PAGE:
If you are nervy and anticipate the opponent, you are feeling yourself, not your attacker.
Pay very serious attention.
Feel. Follow. Listen. Stick.
Not many people around the world can pull-off taijiquan combat skills.
If it were easy, then every practitioner would have the ability.
But they don't.
You need to be patient and you need to practice diligently.
Form is the main chance you get to cultivate sung.
If the sequence feels like a karate kata or dance, you have entirely missed the point.
It should be flowing, soft, relaxed, yet substantial.
Balancing these qualities is no easy matter.
Do not visualise attacks unless doing so as a separate, isolated endeavour.
Neigong such as 'cat stepping' encourage you to keep your body exceptionally light and agile.
You do not want to feel deeply sunk into your legs.
It is necessary to lift your legs swiftly, smoothly and easily.
Each neigong you add to your practice will improve it.
Sadly many students just nod along when a neigong is explained and then make no attempt to cultivate it.
Neigong requires an awful lot of work: sustained concentration, consistent application and self-correction.
When people ask Sifu Waller about cross-training he typically advises people to be cautious.
Why is this?
The problem is tension.
When people exercise they typically end up exerting. This results in tension in the muscles and inflexibility in the joints.
The problem is not with the exercise, but rather with how you do the exercise.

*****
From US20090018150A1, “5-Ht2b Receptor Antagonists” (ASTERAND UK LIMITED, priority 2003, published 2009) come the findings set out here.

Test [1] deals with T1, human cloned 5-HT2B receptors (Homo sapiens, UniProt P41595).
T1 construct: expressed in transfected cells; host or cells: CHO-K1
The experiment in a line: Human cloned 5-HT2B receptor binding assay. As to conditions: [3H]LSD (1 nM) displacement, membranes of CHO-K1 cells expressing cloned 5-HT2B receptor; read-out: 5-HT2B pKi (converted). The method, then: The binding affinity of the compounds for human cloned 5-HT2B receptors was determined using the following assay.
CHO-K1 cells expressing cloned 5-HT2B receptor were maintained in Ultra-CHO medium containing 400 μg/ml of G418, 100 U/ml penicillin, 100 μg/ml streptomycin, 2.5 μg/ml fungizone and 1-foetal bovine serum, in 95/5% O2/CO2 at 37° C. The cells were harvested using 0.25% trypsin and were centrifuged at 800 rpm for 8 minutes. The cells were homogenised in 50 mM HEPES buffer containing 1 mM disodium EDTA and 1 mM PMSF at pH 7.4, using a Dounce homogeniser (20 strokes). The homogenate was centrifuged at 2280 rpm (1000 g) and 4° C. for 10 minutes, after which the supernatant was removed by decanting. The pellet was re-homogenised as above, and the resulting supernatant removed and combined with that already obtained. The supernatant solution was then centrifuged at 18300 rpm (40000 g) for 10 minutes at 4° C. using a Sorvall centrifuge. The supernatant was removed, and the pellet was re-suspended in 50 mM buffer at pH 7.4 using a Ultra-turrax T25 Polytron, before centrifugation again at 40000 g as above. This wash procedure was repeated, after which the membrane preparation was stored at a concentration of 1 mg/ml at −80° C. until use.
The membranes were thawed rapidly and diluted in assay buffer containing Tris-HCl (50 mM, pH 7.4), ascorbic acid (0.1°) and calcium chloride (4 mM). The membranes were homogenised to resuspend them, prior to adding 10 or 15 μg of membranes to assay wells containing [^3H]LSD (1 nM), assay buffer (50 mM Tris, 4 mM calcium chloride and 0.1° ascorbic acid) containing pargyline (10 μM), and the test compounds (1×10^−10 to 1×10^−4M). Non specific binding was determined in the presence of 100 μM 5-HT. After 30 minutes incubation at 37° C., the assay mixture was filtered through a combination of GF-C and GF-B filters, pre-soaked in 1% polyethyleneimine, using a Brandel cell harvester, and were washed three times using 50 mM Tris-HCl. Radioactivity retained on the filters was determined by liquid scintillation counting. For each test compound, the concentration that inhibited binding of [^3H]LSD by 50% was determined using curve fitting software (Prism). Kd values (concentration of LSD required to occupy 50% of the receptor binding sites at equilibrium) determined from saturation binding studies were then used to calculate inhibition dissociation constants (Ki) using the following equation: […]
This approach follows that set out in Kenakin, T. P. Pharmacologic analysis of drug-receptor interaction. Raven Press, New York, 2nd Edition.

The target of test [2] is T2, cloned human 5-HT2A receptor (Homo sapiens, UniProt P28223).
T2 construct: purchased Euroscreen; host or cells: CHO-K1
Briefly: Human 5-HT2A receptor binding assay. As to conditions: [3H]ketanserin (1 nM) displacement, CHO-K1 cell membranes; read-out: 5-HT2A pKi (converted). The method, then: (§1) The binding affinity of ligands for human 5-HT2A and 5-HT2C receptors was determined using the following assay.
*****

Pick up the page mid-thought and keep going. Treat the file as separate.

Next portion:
If you can keep tension-free, then do whatever suits you.
Cross-training martial arts
The one kind of cross-training that never works is mixing two internal and external martial arts together.
The tension you learn in the other style (and the bad body use habits) are always detrimental to your taijiquan.
Sifu Waller does not cross-train.
The training methods in our syllabus are extensive and offer an extremely comprehensive, balanced daily workout.
Gaining a sense of balance is essential in taijiquan.
You must never lose your balance.
Every step, every arm movement must be within the natural range of your reach, without compromising balance in any way.
Martially, you are vulnerable as soon as you lose balance.
You do not have to be falling over to lose balance, you just need to lift out of your centre.
To feel central equilibrium you must find balance within your body.
The upper and lower must be united.
The front and back.
Yin and yang (but that comes later).
Everything must work together.
Central equilibrium is not just the ability to stand on one leg.
It is about finding the middle way between apparent opposites.
If you are too much one way or the other, you will be weak.
Real sung is without form.
But freeform does not mean 'do as you like'...
Form no longer has an obvious shape because it is largely internalised and the mind is unconsciously directing the kinetic energy.
You are essentially doing taijiquan all the time.
Sung: To relax and sink.
A distinction should be made between the relaxation of the whole body and a limp or flaccid condition of the whole body.
When the head is picked up, the joints are thrown open and the relaxation of the body is uniform.
18 April 1995
Last updated 15 December 2017